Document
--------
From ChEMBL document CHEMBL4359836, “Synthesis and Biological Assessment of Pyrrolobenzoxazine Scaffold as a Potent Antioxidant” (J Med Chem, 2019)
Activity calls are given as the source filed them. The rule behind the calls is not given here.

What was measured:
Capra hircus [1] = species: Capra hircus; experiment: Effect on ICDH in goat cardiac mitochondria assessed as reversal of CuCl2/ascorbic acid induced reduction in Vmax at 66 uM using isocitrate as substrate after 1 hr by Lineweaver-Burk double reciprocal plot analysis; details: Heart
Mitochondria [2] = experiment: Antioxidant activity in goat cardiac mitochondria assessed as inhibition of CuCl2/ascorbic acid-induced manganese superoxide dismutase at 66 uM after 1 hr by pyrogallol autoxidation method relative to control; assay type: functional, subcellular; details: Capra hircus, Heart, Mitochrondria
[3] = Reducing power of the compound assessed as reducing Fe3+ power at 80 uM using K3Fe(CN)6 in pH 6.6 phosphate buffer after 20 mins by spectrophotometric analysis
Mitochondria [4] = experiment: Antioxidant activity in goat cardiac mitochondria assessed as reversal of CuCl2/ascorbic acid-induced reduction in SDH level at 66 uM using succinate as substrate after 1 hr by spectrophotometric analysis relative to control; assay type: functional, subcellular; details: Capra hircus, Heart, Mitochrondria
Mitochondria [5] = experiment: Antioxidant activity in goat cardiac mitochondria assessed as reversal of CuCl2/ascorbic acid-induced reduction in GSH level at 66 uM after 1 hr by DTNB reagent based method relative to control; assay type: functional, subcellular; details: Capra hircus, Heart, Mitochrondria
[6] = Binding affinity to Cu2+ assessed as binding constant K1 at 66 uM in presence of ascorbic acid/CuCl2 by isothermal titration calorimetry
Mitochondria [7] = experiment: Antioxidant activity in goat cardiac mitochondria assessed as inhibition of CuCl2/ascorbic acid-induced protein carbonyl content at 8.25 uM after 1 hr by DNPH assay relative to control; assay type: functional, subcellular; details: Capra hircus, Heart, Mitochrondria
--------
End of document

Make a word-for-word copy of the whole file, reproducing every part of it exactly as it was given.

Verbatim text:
From ChEMBL document CHEMBL4359836, “Synthesis and Biological Assessment of Pyrrolobenzoxazine Scaffold as a Potent Antioxidant” (J Med Chem, 2019)
Activity calls are given as the source filed them. The rule behind the calls is not given here.

What was measured:
Capra hircus [1] = species: Capra hircus; experiment: Effect on ICDH in goat cardiac mitochondria assessed as reversal of CuCl2/ascorbic acid induced reduction in Vmax at 66 uM using isocitrate as substrate after 1 hr by Lineweaver-Burk double reciprocal plot analysis; details: Heart
Mitochondria [2] = experiment: Antioxidant activity in goat cardiac mitochondria assessed as inhibition of CuCl2/ascorbic acid-induced manganese superoxide dismutase at 66 uM after 1 hr by pyrogallol autoxidation method relative to control; assay type: functional, subcellular; details: Capra hircus, Heart, Mitochrondria
[3] = Reducing power of the compound assessed as reducing Fe3+ power at 80 uM using K3Fe(CN)6 in pH 6.6 phosphate buffer after 20 mins by spectrophotometric analysis
Mitochondria [4] = experiment: Antioxidant activity in goat cardiac mitochondria assessed as reversal of CuCl2/ascorbic acid-induced reduction in SDH level at 66 uM using succinate as substrate after 1 hr by spectrophotometric analysis relative to control; assay type: functional, subcellular; details: Capra hircus, Heart, Mitochrondria
Mitochondria [5] = experiment: Antioxidant activity in goat cardiac mitochondria assessed as reversal of CuCl2/ascorbic acid-induced reduction in GSH level at 66 uM after 1 hr by DTNB reagent based method relative to control; assay type: functional, subcellular; details: Capra hircus, Heart, Mitochrondria
[6] = Binding affinity to Cu2+ assessed as binding constant K1 at 66 uM in presence of ascorbic acid/CuCl2 by isothermal titration calorimetry
Mitochondria [7] = experiment: Antioxidant activity in goat cardiac mitochondria assessed as inhibition of CuCl2/ascorbic acid-induced protein carbonyl content at 8.25 uM after 1 hr by DNPH assay relative to control; assay type: functional, subcellular; details: Capra hircus, Heart, Mitochrondria